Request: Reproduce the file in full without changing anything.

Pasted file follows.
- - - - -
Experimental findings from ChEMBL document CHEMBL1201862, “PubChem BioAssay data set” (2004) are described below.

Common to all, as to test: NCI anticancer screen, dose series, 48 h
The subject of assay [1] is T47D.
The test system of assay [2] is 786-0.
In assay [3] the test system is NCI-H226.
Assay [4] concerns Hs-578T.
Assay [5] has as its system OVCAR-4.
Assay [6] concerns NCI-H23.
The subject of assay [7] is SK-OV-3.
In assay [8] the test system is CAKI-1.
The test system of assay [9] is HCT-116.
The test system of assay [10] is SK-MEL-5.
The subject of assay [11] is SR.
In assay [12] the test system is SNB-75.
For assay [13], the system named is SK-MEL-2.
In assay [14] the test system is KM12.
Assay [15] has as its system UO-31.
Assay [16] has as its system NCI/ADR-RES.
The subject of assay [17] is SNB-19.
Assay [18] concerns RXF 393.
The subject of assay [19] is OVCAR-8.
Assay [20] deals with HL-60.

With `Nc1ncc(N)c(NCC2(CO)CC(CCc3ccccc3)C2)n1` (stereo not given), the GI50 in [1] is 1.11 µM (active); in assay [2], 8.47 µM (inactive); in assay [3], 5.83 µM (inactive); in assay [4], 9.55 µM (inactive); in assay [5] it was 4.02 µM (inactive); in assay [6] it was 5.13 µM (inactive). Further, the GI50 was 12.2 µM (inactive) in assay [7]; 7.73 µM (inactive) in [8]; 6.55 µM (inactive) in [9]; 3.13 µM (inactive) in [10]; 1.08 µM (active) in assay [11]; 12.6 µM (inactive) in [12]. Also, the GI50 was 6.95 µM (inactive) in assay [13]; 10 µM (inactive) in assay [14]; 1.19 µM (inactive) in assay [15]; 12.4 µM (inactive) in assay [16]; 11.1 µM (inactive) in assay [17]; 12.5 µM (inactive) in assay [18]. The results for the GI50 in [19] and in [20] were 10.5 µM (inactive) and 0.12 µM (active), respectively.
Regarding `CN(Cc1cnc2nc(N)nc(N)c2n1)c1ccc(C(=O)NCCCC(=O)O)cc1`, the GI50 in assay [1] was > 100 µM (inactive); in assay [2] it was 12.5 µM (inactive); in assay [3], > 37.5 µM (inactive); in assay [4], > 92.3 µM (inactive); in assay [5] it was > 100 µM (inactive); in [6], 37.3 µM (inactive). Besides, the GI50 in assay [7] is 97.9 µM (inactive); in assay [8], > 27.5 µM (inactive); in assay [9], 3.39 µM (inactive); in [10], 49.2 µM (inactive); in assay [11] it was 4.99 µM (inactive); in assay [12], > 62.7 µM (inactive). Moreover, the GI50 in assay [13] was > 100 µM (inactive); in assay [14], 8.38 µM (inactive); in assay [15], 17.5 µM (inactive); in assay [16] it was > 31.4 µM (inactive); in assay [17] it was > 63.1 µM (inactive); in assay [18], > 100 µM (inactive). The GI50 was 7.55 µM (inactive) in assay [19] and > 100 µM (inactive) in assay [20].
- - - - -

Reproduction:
Experimental findings from ChEMBL document CHEMBL1201862, “PubChem BioAssay data set” (2004) are described below.

Common to all, as to test: NCI anticancer screen, dose series, 48 h
The subject of assay [1] is T47D.
The test system of assay [2] is 786-0.
In assay [3] the test system is NCI-H226.
Assay [4] concerns Hs-578T.
Assay [5] has as its system OVCAR-4.
Assay [6] concerns NCI-H23.
The subject of assay [7] is SK-OV-3.
In assay [8] the test system is CAKI-1.
The test system of assay [9] is HCT-116.
The test system of assay [10] is SK-MEL-5.
The subject of assay [11] is SR.
In assay [12] the test system is SNB-75.
For assay [13], the system named is SK-MEL-2.
In assay [14] the test system is KM12.
Assay [15] has as its system UO-31.
Assay [16] has as its system NCI/ADR-RES.
The subject of assay [17] is SNB-19.
Assay [18] concerns RXF 393.
The subject of assay [19] is OVCAR-8.
Assay [20] deals with HL-60.

With `Nc1ncc(N)c(NCC2(CO)CC(CCc3ccccc3)C2)n1` (stereo not given), the GI50 in [1] is 1.11 µM (active); in assay [2], 8.47 µM (inactive); in assay [3], 5.83 µM (inactive); in assay [4], 9.55 µM (inactive); in assay [5] it was 4.02 µM (inactive); in assay [6] it was 5.13 µM (inactive). Further, the GI50 was 12.2 µM (inactive) in assay [7]; 7.73 µM (inactive) in [8]; 6.55 µM (inactive) in [9]; 3.13 µM (inactive) in [10]; 1.08 µM (active) in assay [11]; 12.6 µM (inactive) in [12]. Also, the GI50 was 6.95 µM (inactive) in assay [13]; 10 µM (inactive) in assay [14]; 1.19 µM (inactive) in assay [15]; 12.4 µM (inactive) in assay [16]; 11.1 µM (inactive) in assay [17]; 12.5 µM (inactive) in assay [18]. The results for the GI50 in [19] and in [20] were 10.5 µM (inactive) and 0.12 µM (active), respectively.
Regarding `CN(Cc1cnc2nc(N)nc(N)c2n1)c1ccc(C(=O)NCCCC(=O)O)cc1`, the GI50 in assay [1] was > 100 µM (inactive); in assay [2] it was 12.5 µM (inactive); in assay [3], > 37.5 µM (inactive); in assay [4], > 92.3 µM (inactive); in assay [5] it was > 100 µM (inactive); in [6], 37.3 µM (inactive). Besides, the GI50 in assay [7] is 97.9 µM (inactive); in assay [8], > 27.5 µM (inactive); in assay [9], 3.39 µM (inactive); in [10], 49.2 µM (inactive); in assay [11] it was 4.99 µM (inactive); in assay [12], > 62.7 µM (inactive). Moreover, the GI50 in assay [13] was > 100 µM (inactive); in assay [14], 8.38 µM (inactive); in assay [15], 17.5 µM (inactive); in assay [16] it was > 31.4 µM (inactive); in assay [17] it was > 63.1 µM (inactive); in assay [18], > 100 µM (inactive). The GI50 was 7.55 µM (inactive) in assay [19] and > 100 µM (inactive) in assay [20].